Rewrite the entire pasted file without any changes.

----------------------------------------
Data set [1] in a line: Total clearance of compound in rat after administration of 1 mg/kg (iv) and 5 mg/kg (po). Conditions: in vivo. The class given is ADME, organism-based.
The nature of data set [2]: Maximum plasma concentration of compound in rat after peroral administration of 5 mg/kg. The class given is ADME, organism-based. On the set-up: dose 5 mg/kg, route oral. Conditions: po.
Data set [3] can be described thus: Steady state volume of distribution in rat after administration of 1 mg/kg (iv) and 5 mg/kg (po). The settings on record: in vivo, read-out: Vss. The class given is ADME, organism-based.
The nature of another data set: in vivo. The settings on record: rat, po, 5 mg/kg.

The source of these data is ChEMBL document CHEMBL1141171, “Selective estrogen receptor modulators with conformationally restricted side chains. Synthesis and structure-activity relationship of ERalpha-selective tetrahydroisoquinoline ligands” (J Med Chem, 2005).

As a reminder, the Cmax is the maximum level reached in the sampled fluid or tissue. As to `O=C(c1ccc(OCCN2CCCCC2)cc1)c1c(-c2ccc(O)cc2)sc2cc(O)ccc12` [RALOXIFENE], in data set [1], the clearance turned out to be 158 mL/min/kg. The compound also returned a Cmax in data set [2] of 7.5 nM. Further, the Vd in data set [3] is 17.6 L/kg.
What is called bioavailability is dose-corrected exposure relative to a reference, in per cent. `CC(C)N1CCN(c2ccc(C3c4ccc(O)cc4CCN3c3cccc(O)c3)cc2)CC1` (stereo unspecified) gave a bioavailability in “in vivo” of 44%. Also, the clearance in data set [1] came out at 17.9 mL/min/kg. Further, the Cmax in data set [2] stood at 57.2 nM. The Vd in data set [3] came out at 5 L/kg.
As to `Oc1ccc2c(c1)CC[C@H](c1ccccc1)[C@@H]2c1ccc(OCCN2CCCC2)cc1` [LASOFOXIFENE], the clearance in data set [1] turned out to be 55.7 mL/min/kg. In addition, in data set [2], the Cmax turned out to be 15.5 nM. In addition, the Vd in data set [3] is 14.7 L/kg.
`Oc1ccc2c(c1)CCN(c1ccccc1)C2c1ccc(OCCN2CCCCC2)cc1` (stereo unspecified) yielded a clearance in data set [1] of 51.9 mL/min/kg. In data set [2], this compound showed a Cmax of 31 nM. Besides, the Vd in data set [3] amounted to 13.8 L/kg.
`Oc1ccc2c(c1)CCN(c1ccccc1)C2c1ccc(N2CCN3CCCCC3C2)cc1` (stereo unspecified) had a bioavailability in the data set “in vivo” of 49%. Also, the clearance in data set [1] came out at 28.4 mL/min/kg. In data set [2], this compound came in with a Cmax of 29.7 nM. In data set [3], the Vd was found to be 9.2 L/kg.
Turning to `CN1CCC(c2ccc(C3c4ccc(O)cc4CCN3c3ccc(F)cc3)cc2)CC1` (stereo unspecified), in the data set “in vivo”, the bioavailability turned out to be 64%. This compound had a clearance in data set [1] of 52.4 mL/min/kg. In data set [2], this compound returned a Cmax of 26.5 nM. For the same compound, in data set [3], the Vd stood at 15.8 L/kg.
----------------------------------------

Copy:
Data set [1] in a line: Total clearance of compound in rat after administration of 1 mg/kg (iv) and 5 mg/kg (po). Conditions: in vivo. The class given is ADME, organism-based.
The nature of data set [2]: Maximum plasma concentration of compound in rat after peroral administration of 5 mg/kg. The class given is ADME, organism-based. On the set-up: dose 5 mg/kg, route oral. Conditions: po.
Data set [3] can be described thus: Steady state volume of distribution in rat after administration of 1 mg/kg (iv) and 5 mg/kg (po). The settings on record: in vivo, read-out: Vss. The class given is ADME, organism-based.
The nature of another data set: in vivo. The settings on record: rat, po, 5 mg/kg.

The source of these data is ChEMBL document CHEMBL1141171, “Selective estrogen receptor modulators with conformationally restricted side chains. Synthesis and structure-activity relationship of ERalpha-selective tetrahydroisoquinoline ligands” (J Med Chem, 2005).

As a reminder, the Cmax is the maximum level reached in the sampled fluid or tissue. As to `O=C(c1ccc(OCCN2CCCCC2)cc1)c1c(-c2ccc(O)cc2)sc2cc(O)ccc12` [RALOXIFENE], in data set [1], the clearance turned out to be 158 mL/min/kg. The compound also returned a Cmax in data set [2] of 7.5 nM. Further, the Vd in data set [3] is 17.6 L/kg.
What is called bioavailability is dose-corrected exposure relative to a reference, in per cent. `CC(C)N1CCN(c2ccc(C3c4ccc(O)cc4CCN3c3cccc(O)c3)cc2)CC1` (stereo unspecified) gave a bioavailability in “in vivo” of 44%. Also, the clearance in data set [1] came out at 17.9 mL/min/kg. Further, the Cmax in data set [2] stood at 57.2 nM. The Vd in data set [3] came out at 5 L/kg.
As to `Oc1ccc2c(c1)CC[C@H](c1ccccc1)[C@@H]2c1ccc(OCCN2CCCC2)cc1` [LASOFOXIFENE], the clearance in data set [1] turned out to be 55.7 mL/min/kg. In addition, in data set [2], the Cmax turned out to be 15.5 nM. In addition, the Vd in data set [3] is 14.7 L/kg.
`Oc1ccc2c(c1)CCN(c1ccccc1)C2c1ccc(OCCN2CCCCC2)cc1` (stereo unspecified) yielded a clearance in data set [1] of 51.9 mL/min/kg. In data set [2], this compound showed a Cmax of 31 nM. Besides, the Vd in data set [3] amounted to 13.8 L/kg.
`Oc1ccc2c(c1)CCN(c1ccccc1)C2c1ccc(N2CCN3CCCCC3C2)cc1` (stereo unspecified) had a bioavailability in the data set “in vivo” of 49%. Also, the clearance in data set [1] came out at 28.4 mL/min/kg. In data set [2], this compound came in with a Cmax of 29.7 nM. In data set [3], the Vd was found to be 9.2 L/kg.
Turning to `CN1CCC(c2ccc(C3c4ccc(O)cc4CCN3c3ccc(F)cc3)cc2)CC1` (stereo unspecified), in the data set “in vivo”, the bioavailability turned out to be 64%. This compound had a clearance in data set [1] of 52.4 mL/min/kg. In data set [2], this compound returned a Cmax of 26.5 nM. For the same compound, in data set [3], the Vd stood at 15.8 L/kg.